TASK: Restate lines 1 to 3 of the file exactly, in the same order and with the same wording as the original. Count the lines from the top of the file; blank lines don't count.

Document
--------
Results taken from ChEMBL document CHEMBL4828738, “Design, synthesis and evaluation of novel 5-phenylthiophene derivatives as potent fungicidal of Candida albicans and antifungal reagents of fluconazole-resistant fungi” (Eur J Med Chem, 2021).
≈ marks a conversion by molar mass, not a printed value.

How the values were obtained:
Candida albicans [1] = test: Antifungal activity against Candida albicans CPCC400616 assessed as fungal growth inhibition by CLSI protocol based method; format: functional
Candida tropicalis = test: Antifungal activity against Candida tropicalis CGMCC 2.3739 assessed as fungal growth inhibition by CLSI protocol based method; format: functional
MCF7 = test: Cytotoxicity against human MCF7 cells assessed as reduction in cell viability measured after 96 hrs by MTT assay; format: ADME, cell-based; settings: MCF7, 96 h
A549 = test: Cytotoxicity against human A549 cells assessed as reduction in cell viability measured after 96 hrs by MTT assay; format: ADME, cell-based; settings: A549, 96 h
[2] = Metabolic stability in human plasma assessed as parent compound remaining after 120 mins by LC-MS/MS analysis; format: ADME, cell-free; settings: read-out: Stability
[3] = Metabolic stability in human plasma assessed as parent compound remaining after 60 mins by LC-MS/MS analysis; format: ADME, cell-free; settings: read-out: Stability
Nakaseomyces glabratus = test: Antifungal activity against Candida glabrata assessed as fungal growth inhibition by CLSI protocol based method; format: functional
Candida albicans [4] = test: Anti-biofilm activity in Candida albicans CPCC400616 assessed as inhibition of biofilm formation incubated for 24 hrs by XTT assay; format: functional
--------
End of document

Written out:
Results taken from ChEMBL document CHEMBL4828738, “Design, synthesis and evaluation of novel 5-phenylthiophene derivatives as potent fungicidal of Candida albicans and antifungal reagents of fluconazole-resistant fungi” (Eur J Med Chem, 2021).
≈ marks a conversion by molar mass, not a printed value.

How the values were obtained: